I moved up into adult care when I was 18 because I was seeing a psychologist.
My psychologist and I both decided I shouldn’t move clinics until I started university, but I didn’t get much notice when I eventually moved. I went to my paediatric appointment and the consultant told me my next appointment would be in the adult clinic, which felt a bit quick.
Moving up to young adults clinic and going to uni at the same time probably wasn’t the best thing for me personally. I think this was because it was a lot of change all at once.
I'd known my paediatric team for a long time and was comfortable with them, so moving was hard. I felt like all these relationships I’d made were just going to disappear.
When I moved I kept my care in my home town, this meant that I didn’t have support at uni when I first moved away. I kept my care in my hometown because it was in a hospital I knew, but I think I would have found the support in my new area useful.
First appointment in young adult services
At my first adult appointment, I took my mum with me for support. I think the biggest shock for me was the waiting room and seeing people with amputations, which was actually pretty scary.
I knew about complications in paediatrics because we were told that this was why it was important to look after yourself, but I’d never met or seen someone with them before.
I really didn't like sitting in the waiting room because I felt like I was staring at my future. I thought that maybe it didn’t matter how hard I tried because I’d still end up having complications anyway.
This definitely made me disengage more with my diabetes because the people there were so nice that I thought that this might be just what happens. I really wasn’t prepared for what it might be like in the young adult's clinic and I didn't really like being there.
The main change I found was that the number of appointments I had changed quite a lot, I went from having four appointments a year to just one.
Having less meant I didn't build up the same type of relationship with my doctors and nurses. I didn’t really feel comfortable asking questions about my diabetes at the start. I thought my healthcare team would judge me because they’d think I’m older now and that I should be able to look after myself.
The appointments also become a lot shorter and more focused on my numbers and targets. Before I felt like appointments could last as long as I wanted, so I definitely noticed that there seemed to be a time limit.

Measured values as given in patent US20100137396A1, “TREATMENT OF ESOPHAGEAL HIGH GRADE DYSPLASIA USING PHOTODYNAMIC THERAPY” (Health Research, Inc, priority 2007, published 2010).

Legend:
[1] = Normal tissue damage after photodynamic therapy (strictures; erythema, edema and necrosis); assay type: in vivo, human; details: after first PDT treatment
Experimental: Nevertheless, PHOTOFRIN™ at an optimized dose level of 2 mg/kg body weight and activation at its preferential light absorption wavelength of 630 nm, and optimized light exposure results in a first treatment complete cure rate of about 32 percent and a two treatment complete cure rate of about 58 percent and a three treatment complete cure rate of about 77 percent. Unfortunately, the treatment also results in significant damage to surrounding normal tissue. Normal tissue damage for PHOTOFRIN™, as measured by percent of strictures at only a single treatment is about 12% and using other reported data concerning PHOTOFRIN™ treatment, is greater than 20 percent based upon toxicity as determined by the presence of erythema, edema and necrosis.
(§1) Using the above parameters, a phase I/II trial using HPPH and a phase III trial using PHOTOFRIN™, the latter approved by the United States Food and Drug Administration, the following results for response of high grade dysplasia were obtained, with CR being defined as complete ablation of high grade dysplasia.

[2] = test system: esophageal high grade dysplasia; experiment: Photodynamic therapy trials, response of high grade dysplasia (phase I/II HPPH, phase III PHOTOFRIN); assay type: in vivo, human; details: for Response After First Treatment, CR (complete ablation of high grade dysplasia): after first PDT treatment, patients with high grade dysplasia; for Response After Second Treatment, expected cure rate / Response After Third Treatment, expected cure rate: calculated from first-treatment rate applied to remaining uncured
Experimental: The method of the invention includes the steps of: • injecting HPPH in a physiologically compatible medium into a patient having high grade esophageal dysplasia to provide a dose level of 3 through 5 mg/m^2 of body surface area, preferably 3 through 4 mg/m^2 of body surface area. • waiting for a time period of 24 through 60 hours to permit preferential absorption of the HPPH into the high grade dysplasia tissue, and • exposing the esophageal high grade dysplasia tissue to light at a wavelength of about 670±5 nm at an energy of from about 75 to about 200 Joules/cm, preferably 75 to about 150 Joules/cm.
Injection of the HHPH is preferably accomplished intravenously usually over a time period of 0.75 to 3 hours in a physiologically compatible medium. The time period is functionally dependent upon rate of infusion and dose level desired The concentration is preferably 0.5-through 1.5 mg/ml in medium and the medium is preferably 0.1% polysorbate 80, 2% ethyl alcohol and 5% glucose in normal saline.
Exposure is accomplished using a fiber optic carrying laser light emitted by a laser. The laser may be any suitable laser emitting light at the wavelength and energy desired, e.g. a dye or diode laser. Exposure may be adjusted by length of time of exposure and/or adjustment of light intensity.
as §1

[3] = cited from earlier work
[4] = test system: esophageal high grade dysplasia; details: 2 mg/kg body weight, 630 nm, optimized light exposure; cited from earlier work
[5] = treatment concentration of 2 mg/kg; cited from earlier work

But not all the changes are bad, I found it harder to talk about things like sex and drinking when I was in paediatrics. But now I feel more confident talking to my healthcare team about more adult topics. I’d known my paediatric team since I was 10 so it could sometimes be a bit embarrassing talking to them about certain topics.
You also get given more independence too. I found the adult clinic is less likely to tell me I can't do something. So if there’s something you want to do like a certain sport or travelling, they'll help you figure out how to do it.
Finding a community of people with Type 1 diabetes
When I was 23 I become more involved with the Type 1 diabetes community and I think this really helped me engage more with my own diabetes.
The change was really alarming because I hadn’t realised I’d been so disengaged with my diabetes until I met other people with Type 1.
“I feel a lot better and more in control even though it’s taking more of my time and effort, it’s worth it. I feel like I’m running the show now, not my diabetes.”
When I was younger I didn’t want to speak to other people with Type 1 because I didn’t want it to define me. But now I think having the support of other people when I was moving clinics would have been really useful.
As much as family, friends and your healthcare teams are compassionate they probably don’t understand exactly what it's like. I think having people around you with Type 1 feels like a weight has been lifted off your shoulders because you have people that completely understand.
My advice to anyone moving into adult care
Know your rights
I took my mum to my first adult appointment, but I didn’t realise she could come in with me so she just waited for me in the waiting room. I think I would have found her being with me really supportive. Knowing your rights is really important because it means you know if you're getting the best support and what you need.
Be vocal if you're not getting what you need
This is actually pretty hard, but if something's wrong don’t feel scared to tell your team and ask for what you need. When I was moving, I just saw my consultant in most of my appointments because the diabetes nurse and dietitian weren’t around. I think this really affected my move because it made me feel like I didn’t have the support of a full team.
Plan your appointments
Since having one a year, I’ve found it really useful to write down everything I want to ask or talk about in my appointments. I hate leaving and wishing I’d spoken about something but forgot. You can write it down, put it into your phone or tell to the person you bring with you to remind you.
Don't be worried about asking for help
I think because my appointments are so target driven, I sometimes feel anxious if I’m not hitting my targets. But no one is perfect so you’re having hypos in the night or you’re going low more often, speak to your doctors. They’re there to help you figure out what’s going on and to help you improve, so make sure you use them.
Find other people with Type 1 diabetes
If I could go back I’d definitely find a community of people with Type 1 diabetes. It doesn’t matter if this is online or in your local area, but I think this would have made me more confident because I’d have known about other people’s experiences. I also would have liked to be able to tell someone I was going to the clinic who understood and just to have someone say “I get it” would have been nice.